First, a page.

This is the only point that is covered in the official AWS tutorial.

  2. Even though you only publish canonical urls ending with a slash like /my/article/ it is highly likely that either web crawlers or users sharing links will start using urls in form /my/article. It would be a great shame if such traffic encountered 404 Not Found errors instead of reaching your content. To sum up:

    Urls like /some/example/path should issue a HTTP 301 (moved permanently) status code with Location header set to /some/example/path/.

  3. Sooner or later most static sites will require handling of query parameters, should it be for analytical or affiliate/campaign tracking purposes. While CloudFront cache is by default agnostic towards query parameters (requests for /example?query=123 will be routed for /example in the origin server), it is possible to craft the Lambda@Edge origin request function so that redirects from /example?query=123 correctly forward the query parameters to /example/?query=123.

The proper "Origin Request" Lambda

Before we dissect the lambda code in depth I'll just paste it verbatim here for the more impatient readers. It is also available at https://gist.github.com/karolmajta/6aad229b415be43f5e0ec519b144c26e:

'use strict';

const pointsToFile = uri => /\/[^/]+\.[^/]+$/.test(uri);

exports.handler = (event, context, callback) => {

  // Extract the request from the CloudFront event that is sent to Lambda@Edge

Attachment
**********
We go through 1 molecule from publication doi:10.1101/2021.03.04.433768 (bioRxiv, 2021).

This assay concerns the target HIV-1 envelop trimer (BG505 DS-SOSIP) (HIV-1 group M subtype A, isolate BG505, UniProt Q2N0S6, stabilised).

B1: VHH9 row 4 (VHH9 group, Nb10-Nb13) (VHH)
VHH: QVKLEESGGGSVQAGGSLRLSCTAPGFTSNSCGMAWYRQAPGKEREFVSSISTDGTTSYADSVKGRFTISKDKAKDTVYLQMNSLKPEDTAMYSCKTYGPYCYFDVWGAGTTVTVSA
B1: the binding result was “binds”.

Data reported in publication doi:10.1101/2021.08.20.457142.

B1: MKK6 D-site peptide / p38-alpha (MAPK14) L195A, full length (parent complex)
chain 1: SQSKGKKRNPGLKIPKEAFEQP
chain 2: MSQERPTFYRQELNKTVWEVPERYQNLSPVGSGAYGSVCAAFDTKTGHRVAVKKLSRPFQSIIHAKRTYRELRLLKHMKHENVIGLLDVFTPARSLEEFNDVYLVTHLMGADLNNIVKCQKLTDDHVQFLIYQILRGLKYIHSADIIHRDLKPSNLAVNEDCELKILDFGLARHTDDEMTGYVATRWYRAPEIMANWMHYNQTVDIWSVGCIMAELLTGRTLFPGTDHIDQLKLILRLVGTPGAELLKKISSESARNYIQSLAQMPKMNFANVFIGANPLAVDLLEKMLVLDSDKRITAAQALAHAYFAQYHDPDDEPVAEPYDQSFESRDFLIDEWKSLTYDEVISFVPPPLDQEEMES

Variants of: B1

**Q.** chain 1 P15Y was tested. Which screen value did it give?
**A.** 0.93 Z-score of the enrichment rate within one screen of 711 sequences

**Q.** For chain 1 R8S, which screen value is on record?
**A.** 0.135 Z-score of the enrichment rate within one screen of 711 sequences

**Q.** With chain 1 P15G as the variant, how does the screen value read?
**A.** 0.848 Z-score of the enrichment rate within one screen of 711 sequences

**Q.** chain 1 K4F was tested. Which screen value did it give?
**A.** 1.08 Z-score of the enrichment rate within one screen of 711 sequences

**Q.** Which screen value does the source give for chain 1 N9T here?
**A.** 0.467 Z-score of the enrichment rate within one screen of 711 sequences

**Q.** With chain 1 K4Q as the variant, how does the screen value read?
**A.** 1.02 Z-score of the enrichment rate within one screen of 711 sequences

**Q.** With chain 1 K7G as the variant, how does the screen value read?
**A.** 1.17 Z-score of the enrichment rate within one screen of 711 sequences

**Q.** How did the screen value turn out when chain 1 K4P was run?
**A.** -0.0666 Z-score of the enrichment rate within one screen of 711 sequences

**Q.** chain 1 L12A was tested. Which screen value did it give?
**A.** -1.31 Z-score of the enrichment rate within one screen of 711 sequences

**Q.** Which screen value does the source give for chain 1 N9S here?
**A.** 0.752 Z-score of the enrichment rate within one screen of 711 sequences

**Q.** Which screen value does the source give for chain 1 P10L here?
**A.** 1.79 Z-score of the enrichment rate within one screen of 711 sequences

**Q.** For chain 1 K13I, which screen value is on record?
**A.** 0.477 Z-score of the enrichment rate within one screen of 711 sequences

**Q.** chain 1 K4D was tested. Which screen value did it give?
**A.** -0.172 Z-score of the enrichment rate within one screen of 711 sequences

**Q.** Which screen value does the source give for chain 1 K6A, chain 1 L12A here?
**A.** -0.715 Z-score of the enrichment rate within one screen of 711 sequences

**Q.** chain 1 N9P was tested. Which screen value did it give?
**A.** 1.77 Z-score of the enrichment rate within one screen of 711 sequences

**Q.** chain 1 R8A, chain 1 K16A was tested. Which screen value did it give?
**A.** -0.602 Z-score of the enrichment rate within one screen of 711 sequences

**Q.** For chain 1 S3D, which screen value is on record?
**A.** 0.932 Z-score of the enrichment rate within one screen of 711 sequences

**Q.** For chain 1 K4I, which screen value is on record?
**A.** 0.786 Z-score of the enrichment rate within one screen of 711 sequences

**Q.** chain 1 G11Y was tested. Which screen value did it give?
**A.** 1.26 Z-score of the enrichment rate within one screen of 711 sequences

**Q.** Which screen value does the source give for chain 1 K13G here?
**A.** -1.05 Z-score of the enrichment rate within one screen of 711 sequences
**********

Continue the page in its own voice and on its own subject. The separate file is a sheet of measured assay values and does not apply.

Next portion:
const request = event.Records[0].cf.request;

  // Extract the URI from the request
  const oldUri = request.uri;
  const newUri;

  if (!pointsToFile(oldUri) && !oldUri.endsWith('/')) {
    const newUri = request.querystring ? `${oldUri}/?${request.querystring}` : `${oldUri}/`;
    return callback(null, {
      body: '',
      status: '301',
      statusDescription: 'Moved Permanently',
      headers: {
        location: [{
          key: 'Location',
          value: newUri,
        }],
      }
    });
  } else {
    newUri = oldUri;
  }

  // Match any '/' that occurs at the end of a URI. Replace it with a default index
  newUri = newUri.replace(/\/$/, '\/index.html');

  // Log the URI as received by CloudFront and the new URI to be used to fetch from origin
  console.log("Old URI: " + oldUri);
  console.log("New URI: " + newUri);

  // Replace the received URI with the URI that includes the index page
  request.uri = newUri;

  // Return to CloudFront
  return callback(null, request);

};

Dissecting the code